The Few…The Proud…The ROS1-ers!

When I was first diagnosed with stage 4 adenocarcinoma of the lung in December, 2012, my oncologist told us that my tumor would be tested for mutations in two genes, EGFR and ALK. If I had a mutation in either gene, I would be able to try an oral, targeted chemotherapy. Based on my demographics, (Asian female, non-smoker, etc.), I had a 50-80% chance of having one of the two gene mutations. As it turned out, I was negative for both. I was unspeakably disappointed, and started on a traditional IV chemotherapy.

My oncologist encouraged me to have additional mutation testing done…pan-cancer mutation analysis. Previous testing had used up all of my initial biopsy tissue, so in order to have the recommended additional testing I needed to have another tumor biopsy. The traditional chemotherapy I was getting included Avastin, which is associated with an increased risk of serious bleeding. So I had to wait 28 days (a month!) from my last Avastin infusion before I could safely get a second biopsy.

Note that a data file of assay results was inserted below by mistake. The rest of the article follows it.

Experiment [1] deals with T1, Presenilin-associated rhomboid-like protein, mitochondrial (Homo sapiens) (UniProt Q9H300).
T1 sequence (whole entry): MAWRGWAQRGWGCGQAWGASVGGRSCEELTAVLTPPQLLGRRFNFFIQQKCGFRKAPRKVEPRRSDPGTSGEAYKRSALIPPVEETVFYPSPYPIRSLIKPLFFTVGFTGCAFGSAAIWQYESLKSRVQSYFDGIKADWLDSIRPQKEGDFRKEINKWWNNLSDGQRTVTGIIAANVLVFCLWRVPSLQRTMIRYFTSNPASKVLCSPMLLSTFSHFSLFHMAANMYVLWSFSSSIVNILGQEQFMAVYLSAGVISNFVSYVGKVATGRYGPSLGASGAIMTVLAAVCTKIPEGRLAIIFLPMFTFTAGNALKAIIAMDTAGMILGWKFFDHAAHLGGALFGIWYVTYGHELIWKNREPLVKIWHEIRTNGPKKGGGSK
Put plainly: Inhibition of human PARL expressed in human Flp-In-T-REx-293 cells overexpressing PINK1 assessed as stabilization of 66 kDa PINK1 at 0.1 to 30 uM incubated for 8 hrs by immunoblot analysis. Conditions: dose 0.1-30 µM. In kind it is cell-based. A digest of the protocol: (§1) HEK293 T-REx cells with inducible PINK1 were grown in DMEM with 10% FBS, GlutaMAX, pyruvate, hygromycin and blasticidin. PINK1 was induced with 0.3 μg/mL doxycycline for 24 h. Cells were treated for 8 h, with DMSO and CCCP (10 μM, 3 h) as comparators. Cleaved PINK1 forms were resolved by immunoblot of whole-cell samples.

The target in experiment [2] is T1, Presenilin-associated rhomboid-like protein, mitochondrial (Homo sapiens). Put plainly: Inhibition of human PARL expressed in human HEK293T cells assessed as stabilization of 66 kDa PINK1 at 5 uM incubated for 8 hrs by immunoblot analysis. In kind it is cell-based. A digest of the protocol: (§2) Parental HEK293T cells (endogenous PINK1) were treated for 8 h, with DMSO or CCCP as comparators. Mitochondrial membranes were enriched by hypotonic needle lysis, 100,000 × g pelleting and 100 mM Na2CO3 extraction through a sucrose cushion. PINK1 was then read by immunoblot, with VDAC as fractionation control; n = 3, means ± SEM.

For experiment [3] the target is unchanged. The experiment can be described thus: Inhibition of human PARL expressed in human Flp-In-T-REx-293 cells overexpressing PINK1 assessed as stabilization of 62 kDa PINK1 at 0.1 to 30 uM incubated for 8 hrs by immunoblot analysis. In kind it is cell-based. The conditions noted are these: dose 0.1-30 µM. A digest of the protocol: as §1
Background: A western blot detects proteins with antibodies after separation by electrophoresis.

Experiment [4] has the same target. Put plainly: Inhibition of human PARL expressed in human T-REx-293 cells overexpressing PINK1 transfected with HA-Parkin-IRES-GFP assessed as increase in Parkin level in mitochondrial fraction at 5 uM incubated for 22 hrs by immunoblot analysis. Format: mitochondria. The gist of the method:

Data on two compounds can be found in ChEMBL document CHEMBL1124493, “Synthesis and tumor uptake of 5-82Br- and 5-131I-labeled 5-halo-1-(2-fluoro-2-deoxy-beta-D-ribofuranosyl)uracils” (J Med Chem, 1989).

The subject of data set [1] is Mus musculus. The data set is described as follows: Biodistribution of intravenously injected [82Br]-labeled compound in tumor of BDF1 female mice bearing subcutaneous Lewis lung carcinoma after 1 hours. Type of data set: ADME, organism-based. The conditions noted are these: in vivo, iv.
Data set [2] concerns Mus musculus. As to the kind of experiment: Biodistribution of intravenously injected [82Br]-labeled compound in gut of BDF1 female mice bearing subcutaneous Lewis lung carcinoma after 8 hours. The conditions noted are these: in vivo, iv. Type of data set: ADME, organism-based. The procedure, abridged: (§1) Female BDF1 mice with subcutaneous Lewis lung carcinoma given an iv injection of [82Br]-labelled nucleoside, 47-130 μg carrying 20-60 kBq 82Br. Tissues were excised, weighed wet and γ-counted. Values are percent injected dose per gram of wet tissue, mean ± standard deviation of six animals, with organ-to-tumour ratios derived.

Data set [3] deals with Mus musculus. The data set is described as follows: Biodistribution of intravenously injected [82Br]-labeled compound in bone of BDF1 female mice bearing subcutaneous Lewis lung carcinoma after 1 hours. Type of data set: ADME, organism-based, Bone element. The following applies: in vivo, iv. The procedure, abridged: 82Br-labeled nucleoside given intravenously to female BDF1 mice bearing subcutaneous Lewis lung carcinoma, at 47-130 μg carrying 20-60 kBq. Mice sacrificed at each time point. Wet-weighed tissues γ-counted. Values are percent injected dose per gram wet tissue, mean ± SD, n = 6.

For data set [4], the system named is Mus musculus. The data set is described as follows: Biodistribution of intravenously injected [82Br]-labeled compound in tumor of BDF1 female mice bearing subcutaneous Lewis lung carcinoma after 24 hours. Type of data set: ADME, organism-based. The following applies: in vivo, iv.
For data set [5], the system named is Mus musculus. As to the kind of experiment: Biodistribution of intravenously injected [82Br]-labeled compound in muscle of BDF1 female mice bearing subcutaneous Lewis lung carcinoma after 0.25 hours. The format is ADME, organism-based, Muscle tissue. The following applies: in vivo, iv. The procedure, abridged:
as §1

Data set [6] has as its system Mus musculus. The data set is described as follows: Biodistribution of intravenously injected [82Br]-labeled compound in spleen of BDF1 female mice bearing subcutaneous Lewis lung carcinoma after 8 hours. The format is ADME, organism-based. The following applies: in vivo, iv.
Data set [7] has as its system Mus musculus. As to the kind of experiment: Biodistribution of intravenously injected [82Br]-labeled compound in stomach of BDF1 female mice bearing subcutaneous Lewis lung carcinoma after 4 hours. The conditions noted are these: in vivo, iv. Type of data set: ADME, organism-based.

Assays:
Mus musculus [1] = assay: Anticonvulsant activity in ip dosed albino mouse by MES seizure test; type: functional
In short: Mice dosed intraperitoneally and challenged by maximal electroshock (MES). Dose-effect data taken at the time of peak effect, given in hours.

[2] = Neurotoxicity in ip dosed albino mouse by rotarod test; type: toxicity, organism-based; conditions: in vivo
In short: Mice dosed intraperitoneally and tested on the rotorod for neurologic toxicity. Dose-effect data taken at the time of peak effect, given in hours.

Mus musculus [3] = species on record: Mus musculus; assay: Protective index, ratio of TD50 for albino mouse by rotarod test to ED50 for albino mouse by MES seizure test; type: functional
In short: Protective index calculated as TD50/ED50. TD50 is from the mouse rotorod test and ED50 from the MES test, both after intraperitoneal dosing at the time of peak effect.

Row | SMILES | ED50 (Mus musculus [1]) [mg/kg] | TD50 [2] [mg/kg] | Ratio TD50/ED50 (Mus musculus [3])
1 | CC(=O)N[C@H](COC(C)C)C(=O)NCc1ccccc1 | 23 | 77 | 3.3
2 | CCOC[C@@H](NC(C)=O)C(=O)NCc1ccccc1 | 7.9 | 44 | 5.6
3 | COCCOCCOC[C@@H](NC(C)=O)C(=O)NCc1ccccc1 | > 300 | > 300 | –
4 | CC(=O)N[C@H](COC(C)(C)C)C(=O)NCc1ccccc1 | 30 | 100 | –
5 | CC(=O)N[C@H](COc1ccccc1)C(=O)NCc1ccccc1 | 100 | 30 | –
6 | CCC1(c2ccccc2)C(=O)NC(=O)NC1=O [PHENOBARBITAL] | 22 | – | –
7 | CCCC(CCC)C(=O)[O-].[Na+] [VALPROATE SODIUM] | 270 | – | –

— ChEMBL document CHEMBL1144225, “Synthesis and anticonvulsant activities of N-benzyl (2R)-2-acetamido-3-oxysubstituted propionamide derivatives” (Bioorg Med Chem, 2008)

I was not optimistic that additional testing would find a treatable mutation for me. ROS1 is rare…so rare that I barely registered it as a possibility. I was told that there was a 1% chance that I’d be positive for it. I worried that my insurance wouldn’t pay for additional testing and that after paying for this test, out-of-pocket, I would fall into the 99% of patients who do not have a ROS1 mutation.

My husband talked me into getting the second biopsy and going for pan-cancer mutation analysis.

I am so grateful that my oncologist and my husband were persistent about talking me into getting pan-cancer mutation analysis because I am in the 1%! After a few days of wrangling with our insurance company to get crizotinib covered, I started on it in March of 2013. I am one of the fortunate souls with stable disease since starting on crizotinib over 3 years.

Being a small group is clearly a disadvantage. Although we are fortunate to have a medication like crizotinib, we need more options. We desperately need some attention from pharmaceutical researchers, and I hope this effort by the Lung Cancer Foundation will be the first step.